Mary of Modena or Maria Beatrice d’Este was born on 5 October 1658 as the daughter of Alfonso IV, Duke of Modena, and his wife, Laura Martinozzi. Her younger brother succeeded to the duchy upon their father’s death in 1662. He was just two, Mary just four. She received an excellent education and spoke French and Italian fluently. She also knew some Latin and learned English later in life.
Mary was sought as a bride for James, Duke of York, the heir to his brother King Charles II. James was not only 25 years older; he was also a widower with two daughters, who were around Mary’s age. Her mother was more interested in a match with the 11-year-old King Charles II of Spain, but she finally accepted James’s proposal on behalf of Mary. The proxy marriage took place on 30 September 1673. En route to England, Mary stopped in France, where she was given a brooch by King Louis XIV.
Mary’s arrival was met with criticism. The predominantly Protestant English branded the new Duchess of York, “the Pope’s daughter” and parliament threatened to annul the marriage. Charles was forced to suspend parliament to ensure that the marriage would take place. Years later, Mary confessed that she had not at first loved her husband and had cried every time she saw him. James simply noted of their meeting at Dover that the Princess had arrived and had been wedded and bedded that same night. She suffered a miscarriage March 1674. She was soon pregnant again and gave birth to a daughter, named Catherine Laura on 10 January 1675. James wrote to his nephew, William of Orange, “I believe you will not be sorry to hear of the Duchess being safely delivered. It is but a daughter, but God be praised, they are both well.” Little Catherine Laura died suddenly of convulsions on 3 October 1675. Mary was already pregnant again, but tragically miscarried the day after her daughter’s death.
A second daughter, named Isabella was born 28 August 1676, and the labour happened so quickly that King Charles and Queen Catherine were not in time to witness it. Isabella had her father’s dark blue eyes and golden hair. She was a sickly child and was not expected to live. Mary was soon pregnant for the fifth time. She began to pray for a boy, who would live. She gave birth to a son on 7 November 1677, named Charles, Duke of Cambridge. The young Duke died of smallpox on 12 December of the same year. Mary wrote to her brother, “With tears in my eyes, I write to tell you the terrible news of the loss of my dear son, whom it has pleased God to take to Himself at midday yesterday.”
Mary travelled to the Netherlands in 1678 with her stepdaughter, Anne to comfort her other stepdaughter Mary, who had recently married the Prince of Orange and had miscarried. By the time they left, the Princess of Orange had miscarried another child. Mary herself had also given birth to a daughter, who died shortly after birth sometime in 1678.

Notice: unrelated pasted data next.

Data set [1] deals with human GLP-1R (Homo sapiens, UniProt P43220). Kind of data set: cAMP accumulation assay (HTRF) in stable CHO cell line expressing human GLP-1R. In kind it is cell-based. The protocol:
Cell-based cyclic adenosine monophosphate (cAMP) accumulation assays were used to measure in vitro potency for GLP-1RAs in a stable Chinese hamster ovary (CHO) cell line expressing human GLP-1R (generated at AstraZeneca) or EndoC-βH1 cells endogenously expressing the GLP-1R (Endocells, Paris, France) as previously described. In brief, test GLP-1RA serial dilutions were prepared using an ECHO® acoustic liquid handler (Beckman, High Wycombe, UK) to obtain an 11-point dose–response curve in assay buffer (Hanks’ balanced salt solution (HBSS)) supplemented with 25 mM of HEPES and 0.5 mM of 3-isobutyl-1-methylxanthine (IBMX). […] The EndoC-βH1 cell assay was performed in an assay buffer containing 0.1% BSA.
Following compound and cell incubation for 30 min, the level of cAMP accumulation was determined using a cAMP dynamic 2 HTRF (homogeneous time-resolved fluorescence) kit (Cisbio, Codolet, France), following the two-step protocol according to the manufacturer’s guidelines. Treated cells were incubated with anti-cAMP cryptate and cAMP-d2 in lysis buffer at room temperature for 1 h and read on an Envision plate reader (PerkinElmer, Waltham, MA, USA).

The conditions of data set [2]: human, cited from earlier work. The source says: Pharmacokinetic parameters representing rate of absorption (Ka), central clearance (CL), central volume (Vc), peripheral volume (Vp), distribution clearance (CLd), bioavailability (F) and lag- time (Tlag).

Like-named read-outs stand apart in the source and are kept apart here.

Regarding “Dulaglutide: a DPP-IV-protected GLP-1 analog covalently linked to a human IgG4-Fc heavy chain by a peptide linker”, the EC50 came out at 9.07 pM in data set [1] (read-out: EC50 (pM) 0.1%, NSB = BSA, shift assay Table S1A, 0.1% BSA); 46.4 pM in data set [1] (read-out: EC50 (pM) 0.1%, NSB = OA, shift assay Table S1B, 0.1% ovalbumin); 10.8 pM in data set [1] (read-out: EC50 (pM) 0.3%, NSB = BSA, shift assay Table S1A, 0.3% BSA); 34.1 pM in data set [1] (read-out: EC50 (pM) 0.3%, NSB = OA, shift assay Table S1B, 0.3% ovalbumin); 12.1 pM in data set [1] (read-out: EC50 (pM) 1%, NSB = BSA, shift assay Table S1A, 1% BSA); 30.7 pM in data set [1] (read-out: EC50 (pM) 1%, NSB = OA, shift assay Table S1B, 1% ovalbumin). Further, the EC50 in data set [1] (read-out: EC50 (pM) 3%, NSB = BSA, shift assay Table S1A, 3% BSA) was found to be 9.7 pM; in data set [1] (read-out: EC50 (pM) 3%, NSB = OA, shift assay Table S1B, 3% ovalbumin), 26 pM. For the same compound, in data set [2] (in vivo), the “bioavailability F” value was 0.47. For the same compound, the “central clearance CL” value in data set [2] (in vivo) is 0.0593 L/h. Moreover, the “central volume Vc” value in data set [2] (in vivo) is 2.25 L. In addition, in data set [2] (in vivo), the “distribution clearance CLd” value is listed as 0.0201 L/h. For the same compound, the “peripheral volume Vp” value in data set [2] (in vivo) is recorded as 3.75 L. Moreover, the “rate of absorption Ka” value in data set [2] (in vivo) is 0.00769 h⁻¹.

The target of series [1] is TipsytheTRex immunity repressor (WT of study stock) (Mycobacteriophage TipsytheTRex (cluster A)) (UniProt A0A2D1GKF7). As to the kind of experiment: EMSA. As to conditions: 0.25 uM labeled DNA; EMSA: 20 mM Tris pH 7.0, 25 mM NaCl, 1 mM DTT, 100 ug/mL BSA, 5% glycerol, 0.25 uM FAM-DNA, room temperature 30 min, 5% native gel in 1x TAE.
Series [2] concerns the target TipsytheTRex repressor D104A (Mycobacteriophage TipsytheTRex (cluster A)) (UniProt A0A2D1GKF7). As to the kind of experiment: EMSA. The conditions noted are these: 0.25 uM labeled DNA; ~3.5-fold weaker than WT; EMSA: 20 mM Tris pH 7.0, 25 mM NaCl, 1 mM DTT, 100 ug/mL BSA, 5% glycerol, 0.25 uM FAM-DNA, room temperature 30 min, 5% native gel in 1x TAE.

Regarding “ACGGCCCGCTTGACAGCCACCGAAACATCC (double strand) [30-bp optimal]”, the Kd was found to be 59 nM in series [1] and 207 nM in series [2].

Any hint of pregnancy was closely watched by all those around her, but she would not fall pregnant for another two years. On 2 March 1681, her only surviving child Isabella, died after an illness of several months. Mary was heartbroken. “It comforts me to think that I have more angels to pray for me, and I should feel favoured that whereas other women bear children for this world, I have given all mine to God, in whose mercy I still hope that He will some day comfort me by giving me a male child who shall live.” A month before Isabella’s death, she had given birth to a stillborn child.
Mary fell pregnant again and was due in August 1682. Charlotte Mary was born on 15 August 1682, but she died on 6 October that same year. In October 1683, Mary gave birth to a stillborn child. She suffered another miscarriage in May 1684.
On 6 February 1685, King Charles II died, and Mary’s husband succeeded him as King. Mary had begun to lose hope that she would bear James an heir. On Christmas Eve 1687, another pregnancy was announced. Mary had a difficult time with the pregnancy, reportedly nearly miscarrying three times. On 10 June 1688 Mary gave birth to a son who lived, but his birth is perhaps the most discussed of any royal birth in history. Was the child stillborn and perhaps swapped with a living child in a warming pan? The rumours must have hurt Mary.
By the time Mary gave birth to her last child, a daughter Louisa Maria, she and her husband had been deposed in the Glorious Revolution by her stepson-in-law and stepdaughter, William of Orange and Mary. James died on 16 September 1701 in France and Mary followed him on 7 May 1718. At the time of her death, only her son James was still alive. 1